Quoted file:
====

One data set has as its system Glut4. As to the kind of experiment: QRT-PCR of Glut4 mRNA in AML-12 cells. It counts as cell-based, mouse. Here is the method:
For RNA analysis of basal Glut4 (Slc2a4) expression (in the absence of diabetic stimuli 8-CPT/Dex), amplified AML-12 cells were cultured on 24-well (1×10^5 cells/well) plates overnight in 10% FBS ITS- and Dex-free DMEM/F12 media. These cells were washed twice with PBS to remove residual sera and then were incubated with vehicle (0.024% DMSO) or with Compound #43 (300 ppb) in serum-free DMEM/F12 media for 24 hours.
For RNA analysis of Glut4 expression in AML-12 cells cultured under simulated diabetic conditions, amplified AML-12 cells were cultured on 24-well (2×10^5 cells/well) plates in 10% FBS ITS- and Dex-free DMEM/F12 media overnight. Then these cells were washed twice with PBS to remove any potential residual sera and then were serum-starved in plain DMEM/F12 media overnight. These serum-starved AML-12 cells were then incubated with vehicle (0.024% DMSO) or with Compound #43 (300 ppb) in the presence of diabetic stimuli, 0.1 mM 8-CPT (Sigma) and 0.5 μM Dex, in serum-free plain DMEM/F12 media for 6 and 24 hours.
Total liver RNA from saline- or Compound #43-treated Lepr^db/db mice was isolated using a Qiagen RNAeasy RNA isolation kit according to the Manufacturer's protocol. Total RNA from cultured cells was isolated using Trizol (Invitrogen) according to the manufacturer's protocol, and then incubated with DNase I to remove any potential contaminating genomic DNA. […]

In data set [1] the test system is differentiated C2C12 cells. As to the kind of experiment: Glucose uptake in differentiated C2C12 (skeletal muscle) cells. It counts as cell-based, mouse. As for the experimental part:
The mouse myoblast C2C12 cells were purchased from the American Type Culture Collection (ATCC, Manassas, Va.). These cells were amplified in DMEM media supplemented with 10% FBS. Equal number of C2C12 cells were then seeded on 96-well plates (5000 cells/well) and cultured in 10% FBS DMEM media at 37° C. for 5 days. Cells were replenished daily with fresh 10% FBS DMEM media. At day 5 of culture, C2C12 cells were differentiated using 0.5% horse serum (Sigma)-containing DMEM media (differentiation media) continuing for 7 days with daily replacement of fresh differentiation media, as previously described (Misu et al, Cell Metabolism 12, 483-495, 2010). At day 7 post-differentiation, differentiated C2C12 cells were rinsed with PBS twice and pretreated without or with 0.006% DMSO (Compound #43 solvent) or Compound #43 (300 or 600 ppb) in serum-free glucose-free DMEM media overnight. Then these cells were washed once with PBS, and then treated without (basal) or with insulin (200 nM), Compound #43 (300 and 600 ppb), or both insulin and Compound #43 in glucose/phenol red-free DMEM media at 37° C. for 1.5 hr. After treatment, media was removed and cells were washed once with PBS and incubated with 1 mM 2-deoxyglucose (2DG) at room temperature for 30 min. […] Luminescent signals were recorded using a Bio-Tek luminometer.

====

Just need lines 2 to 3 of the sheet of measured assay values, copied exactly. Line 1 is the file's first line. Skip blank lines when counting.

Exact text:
For RNA analysis of basal Glut4 (Slc2a4) expression (in the absence of diabetic stimuli 8-CPT/Dex), amplified AML-12 cells were cultured on 24-well (1×10^5 cells/well) plates overnight in 10% FBS ITS- and Dex-free DMEM/F12 media. These cells were washed twice with PBS to remove residual sera and then were incubated with vehicle (0.024% DMSO) or with Compound #43 (300 ppb) in serum-free DMEM/F12 media for 24 hours.
For RNA analysis of Glut4 expression in AML-12 cells cultured under simulated diabetic conditions, amplified AML-12 cells were cultured on 24-well (2×10^5 cells/well) plates in 10% FBS ITS- and Dex-free DMEM/F12 media overnight. Then these cells were washed twice with PBS to remove any potential residual sera and then were serum-starved in plain DMEM/F12 media overnight. These serum-starved AML-12 cells were then incubated with vehicle (0.024% DMSO) or with Compound #43 (300 ppb) in the presence of diabetic stimuli, 0.1 mM 8-CPT (Sigma) and 0.5 μM Dex, in serum-free plain DMEM/F12 media for 6 and 24 hours.